I have my reservations. Wentz isn’t as much fun as Jackson. But he’s more sustainable.

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Matt Cassel: How N'Keal Harry can get up to speed with Tom Brady, Patriots

Matt Cassel: How N'Keal Harry can get up to speed with Tom Brady, Patriots

N'Keal Harry obviously has a skill set and can play. There’s no doubt about that.

But if you don't get any reps and just show up on game day and say "I’m ready to play," it’s hard for Tom Brady to know what you do well.

There's body lean: When he has leverage on somebody, how does he like to come out of his breaks?

Then there's the timing patterns and understanding body language: When he’s putting that foot in the ground and coming out of it, how are you throwing that? 

Some of it is timing, other things are depth recognition, and then it's reading a wide receiver's body language and understanding what he does best.

You can watch as much film as you want in college, but it’s a different scheme. To actually do it on the field, do it in practice and get better at it: that gives everybody confidence.

Every rookie wide receiver is challenged mentally and physically. A lot of them are more role players in their first year and kind of ease into it.

And the main reason is, when you’re not completely confident in what you’re going to do, then you play slow. You don’t play to your actual speed and what your abilities should be. You’re thinking too much on those plays rather than just going out and letting your skill set take over.

That’s the beauty of the New England offense: They are going to say, “What are this kid’s strengths? ... Which routes does he run really well, and how can we get the most out of this guy?"

That's why the biggest thing with N'Keal is his knowledge of the playbook and understanding what they’re asking him to do.

Josh McDaniels is one of the best – if not the best – offensive coordinators in the league. And he’s going to put that kid in the best position to be successful when he does step on the field.

They’re not going to do things that he’s not good at. That’s the beauty of the New England offense: They are going to say, “What are this kid’s strengths? How can he help us this week? Which routes does he run really well, and how can we get the most out of this guy?"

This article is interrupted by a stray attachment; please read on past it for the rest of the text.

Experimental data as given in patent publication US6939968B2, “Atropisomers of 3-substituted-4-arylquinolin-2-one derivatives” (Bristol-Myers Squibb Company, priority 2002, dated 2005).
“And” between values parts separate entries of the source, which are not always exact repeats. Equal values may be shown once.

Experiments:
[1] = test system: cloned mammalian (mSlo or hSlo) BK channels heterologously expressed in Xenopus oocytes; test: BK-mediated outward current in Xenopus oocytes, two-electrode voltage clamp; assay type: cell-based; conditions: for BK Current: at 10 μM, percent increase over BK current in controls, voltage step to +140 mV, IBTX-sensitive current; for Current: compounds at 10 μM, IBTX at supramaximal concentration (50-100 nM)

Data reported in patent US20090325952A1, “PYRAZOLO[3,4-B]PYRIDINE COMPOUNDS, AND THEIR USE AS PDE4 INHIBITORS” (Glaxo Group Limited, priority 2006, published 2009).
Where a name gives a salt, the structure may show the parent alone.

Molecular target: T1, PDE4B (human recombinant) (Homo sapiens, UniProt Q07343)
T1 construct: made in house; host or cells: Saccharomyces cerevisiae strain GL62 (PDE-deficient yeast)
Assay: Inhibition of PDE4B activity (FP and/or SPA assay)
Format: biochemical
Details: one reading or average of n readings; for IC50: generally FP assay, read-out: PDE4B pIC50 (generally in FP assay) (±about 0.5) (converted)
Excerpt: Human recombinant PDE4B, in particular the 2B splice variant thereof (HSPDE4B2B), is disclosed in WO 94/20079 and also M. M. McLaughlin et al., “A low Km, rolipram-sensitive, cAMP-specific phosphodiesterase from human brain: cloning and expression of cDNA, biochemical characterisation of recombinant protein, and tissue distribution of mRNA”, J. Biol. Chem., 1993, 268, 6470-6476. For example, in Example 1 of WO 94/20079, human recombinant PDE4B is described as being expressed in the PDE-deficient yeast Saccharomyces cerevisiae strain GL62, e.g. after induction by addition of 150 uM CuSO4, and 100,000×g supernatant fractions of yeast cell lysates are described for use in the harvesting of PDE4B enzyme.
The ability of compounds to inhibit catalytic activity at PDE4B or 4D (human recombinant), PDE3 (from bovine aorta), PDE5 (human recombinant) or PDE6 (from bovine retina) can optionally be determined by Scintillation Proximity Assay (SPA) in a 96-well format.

And they’re going to utilize him in that role, whether it’s inside or outside, double moves or comeback routes – whatever he does well, they’re going to emphasize those routes and put him in a position to be successful.

For example: if N’Keal plays this week and you put him in the slot, that might be a great opportunity to throw the inside fade route against a smaller nickel back in the red zone, because he's a bigger guy and can go up and get the ball.

Tom also takes an unbelievably detailed approach with his wide receivers.

Throughout my entire time in New England, he would bring in just the receivers on the Saturday before a game, and he would have specific notes for each individual player.

He would highlight certain routes and say things like, "Hey, remind yourself to get your depth on this, because it’s a longer-developing play.”

He knew where his receivers were going to be on each specific play and laid out exactly the types of things he wanted to see.

That's why N'Keal will need to grasp the "why" of this offense and understand the route concepts he'll have to know and be accountable for.

There are a lot of nuances within this offensive scheme you have to be on top of to earn the trust of your quarterback and your teammates. There are a lot of motions, double cadences and different formations they use try to take advantage of the defense.

In the end, it comes down to each individual player: How much can you put on this guy before he overloads?

Editor's note: Matt Cassel had a 14-year NFL career that included four seasons with the New England Patriots (2005-2008). He's joining the NBC Sports Boston team for this season. You can find him on game days as part of our Pregame Live and Postgame Live coverage, as well as every week on Tom E. Curran’s Patriots Talk podcast and NBCSportsBoston.com.